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Geochemical Journal
Geochemical Journal An open access journal for geochemistry
Published for geochemistry community from Geochemical Society of Japan.

Multivariate statistical analyses of rare earth element compositions of spring waters from the Arima and Kii areas, Southwest Japan

Hikaru Iwamori, Hitomi Nakamura, Qing Chang, Noritoshi Morikawa, Satoru Haraguchi
Geochemical Journal, Vol. 54, No. 4, P. 165-182, 2020

ABSTRACT

Multivariate statistical analyses have been applied to a compositional data set for spring waters from the Arima and Kii areas in southwest Japan, for understanding sources and processes that produced the deep-seated Arima-type brine and the related spring waters in the areas. The data set consists of 14 rare earth elements (REEs), six major solute species (HCO3, Cl, Na, Ca, K, Mg) and isotopic ratios of oxygen, hydrogen and helium (δD, δ18O, 3He/4He) from 19 sites. Independent Component Analysis (ICA) and k-means cluster analysis on the whitened data (KCA) are useful to extract independent features hidden in such a high-dimensional geochemical data set. As a result of ICA and KCA, four ICs and eight clusters were found to sufficiently and effectively describe the observed variability. Comparison of the results with δD, δ18O and 3He/4He provides geochemical interpretations on the extracted four ICs as follows: IC1 represents the overall REE concentration level; IC2 measures the amplitude of Eu anomaly inherited from local basement rocks/minerals; IC3 reflects the amplitude of (reversed) W-shaped pattern, which developed on mineral precipitation event(s) when the deep brine mixes with meteoric water in a relatively shallow aquifer under oxidative conditions, and IC4 measures the amplitude of Ce anomaly possibly by precipitation or mechanical filtering of CeO2. Combination of the four ICs may create a complex and various REE pattern to explain the actual data. Although these geochemical features with Eu, Ce and W-shaped patterns have been broadly suggested to be important for understanding origin of the spring waters in the areas, this is the first time to demonstrate that the above features represent the independent processes and to compare them systematically with the regional compilation of the basement rock compositions. In addition, several clusters were found only in either the Arima area or the Kii area, which reflects broad geographical provenance of IC3 and IC4. These spatial variations can be attributed to compositional variations of the original deep brine, which possibly varies with slab depth and temperature to control the solute concentrations and subsequent geochemical evolution to produce different types of spring waters.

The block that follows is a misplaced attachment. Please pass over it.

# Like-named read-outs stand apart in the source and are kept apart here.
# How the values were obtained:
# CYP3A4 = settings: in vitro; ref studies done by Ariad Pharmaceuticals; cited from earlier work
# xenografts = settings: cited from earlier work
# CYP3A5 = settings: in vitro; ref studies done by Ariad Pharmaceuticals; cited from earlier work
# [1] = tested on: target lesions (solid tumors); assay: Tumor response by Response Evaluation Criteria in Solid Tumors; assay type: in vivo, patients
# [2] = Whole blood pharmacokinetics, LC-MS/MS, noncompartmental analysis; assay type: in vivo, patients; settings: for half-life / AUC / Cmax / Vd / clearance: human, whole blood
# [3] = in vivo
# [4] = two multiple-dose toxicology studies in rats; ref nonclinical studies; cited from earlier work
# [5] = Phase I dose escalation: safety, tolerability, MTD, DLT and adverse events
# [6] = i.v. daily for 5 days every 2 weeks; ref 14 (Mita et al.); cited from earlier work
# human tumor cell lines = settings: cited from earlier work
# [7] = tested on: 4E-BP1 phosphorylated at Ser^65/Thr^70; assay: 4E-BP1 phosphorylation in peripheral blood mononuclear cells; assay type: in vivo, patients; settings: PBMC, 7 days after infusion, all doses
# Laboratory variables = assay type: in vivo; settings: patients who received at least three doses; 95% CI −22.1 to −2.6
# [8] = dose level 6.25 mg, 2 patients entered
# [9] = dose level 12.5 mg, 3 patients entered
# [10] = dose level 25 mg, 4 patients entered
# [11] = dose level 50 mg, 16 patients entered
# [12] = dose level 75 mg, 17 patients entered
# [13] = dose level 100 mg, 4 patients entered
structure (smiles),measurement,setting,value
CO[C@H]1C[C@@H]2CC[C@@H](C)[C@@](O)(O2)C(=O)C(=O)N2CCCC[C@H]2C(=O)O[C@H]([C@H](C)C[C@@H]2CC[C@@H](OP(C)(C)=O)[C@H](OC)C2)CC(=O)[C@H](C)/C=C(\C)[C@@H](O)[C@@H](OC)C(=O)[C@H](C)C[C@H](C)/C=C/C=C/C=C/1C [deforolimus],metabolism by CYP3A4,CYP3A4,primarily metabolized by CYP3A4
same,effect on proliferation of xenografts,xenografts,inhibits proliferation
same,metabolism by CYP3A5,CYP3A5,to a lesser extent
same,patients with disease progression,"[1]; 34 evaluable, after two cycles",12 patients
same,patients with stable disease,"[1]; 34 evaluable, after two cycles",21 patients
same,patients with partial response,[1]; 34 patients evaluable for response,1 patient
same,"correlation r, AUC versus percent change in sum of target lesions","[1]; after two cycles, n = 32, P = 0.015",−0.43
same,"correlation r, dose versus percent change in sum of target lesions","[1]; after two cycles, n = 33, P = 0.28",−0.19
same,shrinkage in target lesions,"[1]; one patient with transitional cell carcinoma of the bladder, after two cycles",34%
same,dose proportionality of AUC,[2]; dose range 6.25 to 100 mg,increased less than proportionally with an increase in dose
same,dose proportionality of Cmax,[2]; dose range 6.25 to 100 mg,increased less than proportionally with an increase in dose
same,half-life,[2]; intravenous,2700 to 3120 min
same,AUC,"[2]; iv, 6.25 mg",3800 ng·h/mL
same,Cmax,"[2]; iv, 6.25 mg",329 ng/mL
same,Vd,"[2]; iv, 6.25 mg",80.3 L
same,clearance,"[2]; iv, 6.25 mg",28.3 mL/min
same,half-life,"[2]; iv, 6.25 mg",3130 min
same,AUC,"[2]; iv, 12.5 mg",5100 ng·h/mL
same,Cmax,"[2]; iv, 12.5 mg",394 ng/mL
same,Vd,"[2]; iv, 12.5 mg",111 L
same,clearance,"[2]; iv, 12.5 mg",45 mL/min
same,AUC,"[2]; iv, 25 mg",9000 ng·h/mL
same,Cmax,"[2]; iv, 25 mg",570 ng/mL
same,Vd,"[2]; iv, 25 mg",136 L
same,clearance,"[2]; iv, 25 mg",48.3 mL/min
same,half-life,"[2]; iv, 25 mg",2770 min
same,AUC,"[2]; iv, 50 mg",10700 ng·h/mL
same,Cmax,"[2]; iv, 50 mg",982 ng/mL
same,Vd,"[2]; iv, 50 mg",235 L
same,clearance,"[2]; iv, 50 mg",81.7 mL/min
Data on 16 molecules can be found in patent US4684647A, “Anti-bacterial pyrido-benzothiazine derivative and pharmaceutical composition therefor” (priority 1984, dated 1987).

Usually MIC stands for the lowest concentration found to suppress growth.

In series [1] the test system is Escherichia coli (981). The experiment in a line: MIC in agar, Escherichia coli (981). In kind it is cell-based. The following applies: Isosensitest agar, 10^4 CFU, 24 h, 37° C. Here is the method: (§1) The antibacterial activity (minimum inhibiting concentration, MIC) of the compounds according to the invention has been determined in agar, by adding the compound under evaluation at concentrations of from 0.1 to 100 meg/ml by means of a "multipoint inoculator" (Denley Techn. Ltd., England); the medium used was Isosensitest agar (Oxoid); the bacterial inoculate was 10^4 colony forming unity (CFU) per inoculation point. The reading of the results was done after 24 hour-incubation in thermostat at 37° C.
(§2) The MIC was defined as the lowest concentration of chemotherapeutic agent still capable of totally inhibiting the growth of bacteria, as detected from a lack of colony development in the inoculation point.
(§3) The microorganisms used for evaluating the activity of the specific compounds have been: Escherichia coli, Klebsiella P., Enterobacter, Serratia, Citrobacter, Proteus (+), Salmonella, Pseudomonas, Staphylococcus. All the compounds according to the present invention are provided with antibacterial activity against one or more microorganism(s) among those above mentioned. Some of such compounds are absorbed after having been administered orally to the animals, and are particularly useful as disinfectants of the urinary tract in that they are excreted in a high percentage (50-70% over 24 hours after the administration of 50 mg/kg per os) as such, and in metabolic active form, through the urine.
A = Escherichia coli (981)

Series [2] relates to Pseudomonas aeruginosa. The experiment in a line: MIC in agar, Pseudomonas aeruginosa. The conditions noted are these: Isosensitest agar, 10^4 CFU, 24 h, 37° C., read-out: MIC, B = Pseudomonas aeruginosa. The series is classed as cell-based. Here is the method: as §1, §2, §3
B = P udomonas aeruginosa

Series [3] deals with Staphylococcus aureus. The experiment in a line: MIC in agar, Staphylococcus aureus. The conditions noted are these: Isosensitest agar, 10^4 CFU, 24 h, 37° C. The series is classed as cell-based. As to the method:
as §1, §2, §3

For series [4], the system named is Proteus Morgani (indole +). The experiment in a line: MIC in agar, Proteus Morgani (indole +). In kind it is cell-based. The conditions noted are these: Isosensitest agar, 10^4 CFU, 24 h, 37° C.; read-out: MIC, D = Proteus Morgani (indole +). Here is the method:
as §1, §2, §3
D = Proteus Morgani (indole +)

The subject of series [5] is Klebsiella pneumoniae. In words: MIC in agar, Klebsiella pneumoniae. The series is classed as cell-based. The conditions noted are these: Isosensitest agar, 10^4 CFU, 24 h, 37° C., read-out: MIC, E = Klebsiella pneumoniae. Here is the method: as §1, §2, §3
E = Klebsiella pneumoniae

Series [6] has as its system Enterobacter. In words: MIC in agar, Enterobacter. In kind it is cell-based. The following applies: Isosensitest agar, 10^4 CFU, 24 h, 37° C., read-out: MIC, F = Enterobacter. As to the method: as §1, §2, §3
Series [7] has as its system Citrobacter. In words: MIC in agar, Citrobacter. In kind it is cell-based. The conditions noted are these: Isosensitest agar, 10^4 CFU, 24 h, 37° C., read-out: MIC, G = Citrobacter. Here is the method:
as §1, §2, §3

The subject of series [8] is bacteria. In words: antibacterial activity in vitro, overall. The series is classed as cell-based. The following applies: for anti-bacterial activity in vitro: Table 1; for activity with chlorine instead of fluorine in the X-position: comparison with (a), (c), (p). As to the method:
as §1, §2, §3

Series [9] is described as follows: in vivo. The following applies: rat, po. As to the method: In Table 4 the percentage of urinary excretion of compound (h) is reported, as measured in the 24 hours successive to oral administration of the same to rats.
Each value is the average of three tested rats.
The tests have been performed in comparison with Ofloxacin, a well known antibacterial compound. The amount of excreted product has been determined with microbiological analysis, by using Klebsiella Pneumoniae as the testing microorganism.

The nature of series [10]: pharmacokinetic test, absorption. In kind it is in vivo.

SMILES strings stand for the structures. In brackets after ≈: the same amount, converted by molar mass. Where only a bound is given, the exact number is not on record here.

KEYWORDS

independent component analysis, cluster analysis, spring water, Arima, rare earth element

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